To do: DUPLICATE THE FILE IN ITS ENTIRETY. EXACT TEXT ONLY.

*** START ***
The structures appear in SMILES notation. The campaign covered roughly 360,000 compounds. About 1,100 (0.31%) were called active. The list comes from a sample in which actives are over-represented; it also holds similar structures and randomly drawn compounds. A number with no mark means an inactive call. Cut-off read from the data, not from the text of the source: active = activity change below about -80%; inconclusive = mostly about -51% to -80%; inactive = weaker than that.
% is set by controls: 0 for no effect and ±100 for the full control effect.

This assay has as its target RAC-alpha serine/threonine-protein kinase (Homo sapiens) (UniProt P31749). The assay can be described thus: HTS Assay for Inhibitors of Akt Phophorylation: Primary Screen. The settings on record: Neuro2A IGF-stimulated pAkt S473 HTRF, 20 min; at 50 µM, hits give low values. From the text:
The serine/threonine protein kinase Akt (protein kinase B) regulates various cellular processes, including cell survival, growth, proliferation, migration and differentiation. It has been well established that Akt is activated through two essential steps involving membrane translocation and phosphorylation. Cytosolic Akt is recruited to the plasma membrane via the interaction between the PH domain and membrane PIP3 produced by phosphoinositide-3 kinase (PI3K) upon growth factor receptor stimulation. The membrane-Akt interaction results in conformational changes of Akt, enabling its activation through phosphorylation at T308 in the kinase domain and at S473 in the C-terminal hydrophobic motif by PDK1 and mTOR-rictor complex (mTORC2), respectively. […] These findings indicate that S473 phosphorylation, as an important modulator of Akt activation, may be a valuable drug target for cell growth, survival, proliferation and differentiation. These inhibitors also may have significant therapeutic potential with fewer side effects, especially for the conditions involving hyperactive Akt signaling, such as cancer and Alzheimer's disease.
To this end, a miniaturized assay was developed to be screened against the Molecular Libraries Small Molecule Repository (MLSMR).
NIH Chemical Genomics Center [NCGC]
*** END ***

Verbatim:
The structures appear in SMILES notation. The campaign covered roughly 360,000 compounds. About 1,100 (0.31%) were called active. The list comes from a sample in which actives are over-represented; it also holds similar structures and randomly drawn compounds. A number with no mark means an inactive call. Cut-off read from the data, not from the text of the source: active = activity change below about -80%; inconclusive = mostly about -51% to -80%; inactive = weaker than that.
% is set by controls: 0 for no effect and ±100 for the full control effect.

This assay has as its target RAC-alpha serine/threonine-protein kinase (Homo sapiens) (UniProt P31749). The assay can be described thus: HTS Assay for Inhibitors of Akt Phophorylation: Primary Screen. The settings on record: Neuro2A IGF-stimulated pAkt S473 HTRF, 20 min; at 50 µM, hits give low values. From the text:
The serine/threonine protein kinase Akt (protein kinase B) regulates various cellular processes, including cell survival, growth, proliferation, migration and differentiation. It has been well established that Akt is activated through two essential steps involving membrane translocation and phosphorylation. Cytosolic Akt is recruited to the plasma membrane via the interaction between the PH domain and membrane PIP3 produced by phosphoinositide-3 kinase (PI3K) upon growth factor receptor stimulation. The membrane-Akt interaction results in conformational changes of Akt, enabling its activation through phosphorylation at T308 in the kinase domain and at S473 in the C-terminal hydrophobic motif by PDK1 and mTOR-rictor complex (mTORC2), respectively. […] These findings indicate that S473 phosphorylation, as an important modulator of Akt activation, may be a valuable drug target for cell growth, survival, proliferation and differentiation. These inhibitors also may have significant therapeutic potential with fewer side effects, especially for the conditions involving hyperactive Akt signaling, such as cancer and Alzheimer's disease.
To this end, a miniaturized assay was developed to be screened against the Molecular Libraries Small Molecule Repository (MLSMR).
NIH Chemical Genomics Center [NCGC]